I'm going to go way out on a limb here and make a pronouncement: any movie that begins with the line "My name's Trip Carlyle. This is my big brother K.C.," accompanied by motorcycles rocketing into the air over dusty mounds of desert dirt, is going to suck hard. Between that opening and the "No one wins alone" closing platitude, there's enough sucking to empty out something called Supercross, a "For Dummies" look at what Fox tells me is "the second-fastest-growing motor sport in the U.S."
Trip (Mike Vogel of The Texas Chainsaw Massacre) explains that he's a risk-taking cyclist, like his late father, while K.C. (Steve Howey of TV's Reba) plays it safer. In a sport that typically burns out its stars by their mid to late 20s, one approach seems about as sane as the other, but the two bros generate a lot of drama anyway. They're pool boys not very invested in their jobs, as Trip demonstrates when he says, "Dude, I would really be bummed if this attitude had something to do with the job, but it doesn't. It's about the chick." Dude, I am bummed.
It's sort of about the chicks, with a hottie blonde (Cameron Richardson) for blond Trip and a hottie brunette (Cameron Richardson) for brunet K.C. (sample come-on: "You dropped your nuts"). But really, it's all about Supercross! Championship Supercross! When the brothers nearly win Supermoto, fictional supercross star Jeff Johnson (Ryan Locke) invites the boys to the fictional American Nami headquarters. The politic K.C. gets hired as a "factory rider," while the hotheaded Trip is left to go it as a "privateer."
This development, as you might well imagine, makes things totally tense between the bros. "This isn't a game!" yells K.C. "This is your life, and you're messing it up!" Dude, I know that sounds cold, but Trip has serious commitment issues. Even his best chick says so. Before Supercross is over, Trip will open up to the girl (Paul Newman and Katharine Ross needn't lose any sleep about this bike-riding courtship). More to the point of supercross, Trip opens up to the girl's father (Robert Patrick), who encourages the young privateer and lends him a new hog. Oh, and Trip and K.C. will find a way to work productively together for their common good.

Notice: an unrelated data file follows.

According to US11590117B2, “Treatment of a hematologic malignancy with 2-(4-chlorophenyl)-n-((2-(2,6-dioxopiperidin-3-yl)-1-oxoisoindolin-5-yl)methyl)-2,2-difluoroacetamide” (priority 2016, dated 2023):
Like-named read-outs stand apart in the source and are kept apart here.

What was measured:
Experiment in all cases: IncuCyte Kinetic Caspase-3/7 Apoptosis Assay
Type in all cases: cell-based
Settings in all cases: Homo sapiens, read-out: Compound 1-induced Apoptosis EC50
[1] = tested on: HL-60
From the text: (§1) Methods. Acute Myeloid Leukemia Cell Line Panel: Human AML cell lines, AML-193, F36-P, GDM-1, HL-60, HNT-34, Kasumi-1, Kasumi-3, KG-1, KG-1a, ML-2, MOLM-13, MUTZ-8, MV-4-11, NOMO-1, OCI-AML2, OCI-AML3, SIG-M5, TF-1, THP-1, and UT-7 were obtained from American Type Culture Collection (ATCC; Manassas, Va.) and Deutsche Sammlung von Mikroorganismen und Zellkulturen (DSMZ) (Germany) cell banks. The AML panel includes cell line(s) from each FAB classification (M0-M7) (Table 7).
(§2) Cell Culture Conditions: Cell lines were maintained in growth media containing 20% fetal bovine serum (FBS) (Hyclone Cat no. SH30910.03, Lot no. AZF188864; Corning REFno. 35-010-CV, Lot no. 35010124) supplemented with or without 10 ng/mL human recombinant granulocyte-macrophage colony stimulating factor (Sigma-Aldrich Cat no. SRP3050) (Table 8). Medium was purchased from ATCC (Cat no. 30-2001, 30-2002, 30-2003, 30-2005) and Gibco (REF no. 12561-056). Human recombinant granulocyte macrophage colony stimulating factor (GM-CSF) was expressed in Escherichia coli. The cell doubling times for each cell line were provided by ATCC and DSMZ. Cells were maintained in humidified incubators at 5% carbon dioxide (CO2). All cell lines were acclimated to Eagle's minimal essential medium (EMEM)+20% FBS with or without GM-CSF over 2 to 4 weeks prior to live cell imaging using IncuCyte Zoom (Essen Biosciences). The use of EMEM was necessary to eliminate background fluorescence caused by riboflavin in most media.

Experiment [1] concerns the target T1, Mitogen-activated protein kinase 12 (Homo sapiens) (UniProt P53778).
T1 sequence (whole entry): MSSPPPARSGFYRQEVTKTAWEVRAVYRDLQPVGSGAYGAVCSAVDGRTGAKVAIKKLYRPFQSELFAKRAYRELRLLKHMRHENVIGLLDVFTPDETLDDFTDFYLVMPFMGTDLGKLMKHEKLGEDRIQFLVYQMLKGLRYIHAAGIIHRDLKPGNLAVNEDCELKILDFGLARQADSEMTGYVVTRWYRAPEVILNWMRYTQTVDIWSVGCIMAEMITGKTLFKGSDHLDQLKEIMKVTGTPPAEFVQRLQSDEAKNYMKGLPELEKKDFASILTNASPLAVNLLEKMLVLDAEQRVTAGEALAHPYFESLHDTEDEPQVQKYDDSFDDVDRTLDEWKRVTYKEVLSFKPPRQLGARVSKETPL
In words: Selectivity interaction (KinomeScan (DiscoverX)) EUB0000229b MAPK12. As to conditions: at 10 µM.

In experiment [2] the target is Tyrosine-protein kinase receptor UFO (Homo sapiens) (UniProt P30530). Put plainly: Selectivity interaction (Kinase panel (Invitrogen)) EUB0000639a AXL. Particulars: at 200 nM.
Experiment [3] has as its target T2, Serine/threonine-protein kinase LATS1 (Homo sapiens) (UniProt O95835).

Director Steve Boyum serves up more beefcake than cheesecake, which is kind of odd for a movie aimed at adolescent boys, but there are a few girls in bikinis and Trip's girlfriend peels off her top to reveal her bare back. Boys will also learn how chicks stand by their men and seem to have no interests of their own (kudos to screenwriters Bart Baker and Ken Solarz for that little lesson...not). According to the press notes, Daryl Hannah is in Supercross, except that she's not. Feel free to speculate as to why her scenes disappeared. (A Hispanic mechanic named Chuy remains, though he's sadly only allowed to tighten nuts and say, "Yeah!").
As for the supercross, which is, after all, the point, we do get bikes "on asphalt and dirt at speeds in excess of 80 miles per hour." These are supposed to be races, but the showboating stunts on display would seem to add unwise hang time. It's hard to learn much of anything about supercross racing from the dicey sequences here, though I suppose hyperactive editing is par for the courses. It's possible that supercross fans will like this feature-length advertisement for the sport and its sponsors, but I'm betting fans will smell the bull plop as much as the next guy...or "chick" (sigh).